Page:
#3 Prioritise data security

The educations sector, just like any organisation, has a “responsibility to protect data” and needs to ensure that “data protection and security is at the heart of its approach”. And if they don’t, the consequences can be tough, even with the potential of a reduced fine.

When the Department for Education (DfE) escaped a monetary penalty for its school pupils’ learning records used by gambling companies to conduct age-verification checks that would normally result in a £10m fine, there were still major reputational consequences. More often than not, a education breach is not only a reputational issue, but can cause real issues in the ability of organisations to deliver crucial frontline services.

But protecting data is especially tough in a hybrid working environment. It complicates data protection even further. A recent report from Gartner sets out the five steps to preventing data loss with remote workers:

  1. Create or evolve existing remote working policies to give yourself a solid foundation
  2. Set your employees up for success by providing Security Awareness Training
  3. Don’t forget about securing physical environments
  4. Evaluate workstation setup for things like USBs and BYOB (bring your own device)
  5. Make the most of Data Loss Prevention tools

These five steps are important whether your workers are remote, hybrid or office based. Making data security a priority is no longer an option. Every organisation needs to protect their data – and the public sector is no exception.

#4 Harness emerging technologies

Whilst the tools used by cyber-criminals are evolving, so too are the technologies organisations can use to protect themselves.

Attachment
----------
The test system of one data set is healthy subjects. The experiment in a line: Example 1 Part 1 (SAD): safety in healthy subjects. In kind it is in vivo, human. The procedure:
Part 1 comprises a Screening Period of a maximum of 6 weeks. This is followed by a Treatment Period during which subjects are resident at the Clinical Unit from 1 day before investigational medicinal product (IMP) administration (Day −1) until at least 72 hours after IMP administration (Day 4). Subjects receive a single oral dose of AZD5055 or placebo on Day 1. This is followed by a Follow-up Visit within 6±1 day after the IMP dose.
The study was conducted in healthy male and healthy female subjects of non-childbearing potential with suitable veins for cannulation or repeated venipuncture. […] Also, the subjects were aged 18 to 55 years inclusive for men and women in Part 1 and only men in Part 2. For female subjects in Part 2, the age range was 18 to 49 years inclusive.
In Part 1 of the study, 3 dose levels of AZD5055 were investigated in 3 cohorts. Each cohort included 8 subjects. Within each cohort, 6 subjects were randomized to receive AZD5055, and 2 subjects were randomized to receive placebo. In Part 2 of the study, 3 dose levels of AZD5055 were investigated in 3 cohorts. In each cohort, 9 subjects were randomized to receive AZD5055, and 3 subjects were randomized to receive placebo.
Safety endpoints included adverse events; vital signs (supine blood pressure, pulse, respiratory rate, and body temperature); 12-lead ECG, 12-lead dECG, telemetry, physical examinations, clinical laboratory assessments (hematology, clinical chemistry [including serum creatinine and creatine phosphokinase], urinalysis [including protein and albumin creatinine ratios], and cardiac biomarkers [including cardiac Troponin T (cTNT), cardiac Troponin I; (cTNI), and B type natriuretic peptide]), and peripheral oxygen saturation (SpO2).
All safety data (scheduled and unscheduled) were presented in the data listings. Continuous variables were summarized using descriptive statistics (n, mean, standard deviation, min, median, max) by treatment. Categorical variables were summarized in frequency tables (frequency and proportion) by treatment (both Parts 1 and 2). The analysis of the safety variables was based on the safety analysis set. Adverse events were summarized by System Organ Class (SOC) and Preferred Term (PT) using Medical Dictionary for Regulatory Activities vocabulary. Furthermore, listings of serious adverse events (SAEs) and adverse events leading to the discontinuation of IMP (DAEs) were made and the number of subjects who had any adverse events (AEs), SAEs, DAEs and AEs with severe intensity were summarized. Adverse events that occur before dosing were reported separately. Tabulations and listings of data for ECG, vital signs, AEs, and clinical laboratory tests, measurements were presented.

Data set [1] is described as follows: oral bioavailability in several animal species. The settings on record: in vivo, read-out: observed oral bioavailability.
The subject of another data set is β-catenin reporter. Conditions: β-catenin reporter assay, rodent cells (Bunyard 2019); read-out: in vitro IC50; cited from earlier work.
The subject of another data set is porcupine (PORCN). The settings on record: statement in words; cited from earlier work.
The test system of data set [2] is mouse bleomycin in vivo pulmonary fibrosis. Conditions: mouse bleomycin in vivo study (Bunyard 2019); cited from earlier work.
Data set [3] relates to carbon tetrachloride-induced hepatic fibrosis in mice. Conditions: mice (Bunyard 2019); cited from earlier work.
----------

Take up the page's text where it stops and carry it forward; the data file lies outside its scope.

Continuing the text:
There is a big difference between AI and automation. Automated security products that mechanically perform simple jobs fail to identify and detect unknown threats. For an effective, proactive security posture, products must be able to respond to the unknown. This is where autonomous security excels, responding to unknown threats without the need for human intervention,

By having a platform which tightly integrates AI protection across the major attack surface, businesses are also protected against multi-channel attacks: those that start in one channel (for example, an email phishing attack), but spread to either web or cloud applications.

Gartner estimates that by 2025, 80% of enterprises will have adopted a strategy to unify web, cloud services and private application access from a single vendor’s security platform. Not only is this more cost-effective than paying for multiple security products and staff, but it enables organisations to ensure hackers don’t slip through the cracks in their defences and support the well-being of security teams.

Preventing cyber attacks

The education sector is by no means immune to cyber-attacks and must take proactive steps to protect itself. By leveraging emerging technologies such as AI, automated security platforms, threat intelligence sharing and data loss prevention tools, organisations can stay ahead of the curve and respond quickly to new threats whilst still working within tight budgets. Prioritising data security, investing in the right technology and partnering with a cyber security vendor that has built-in cyber intelligence monitoring capabilities can help educational institutions remain secure against today’s increasingly sophisticated attackers.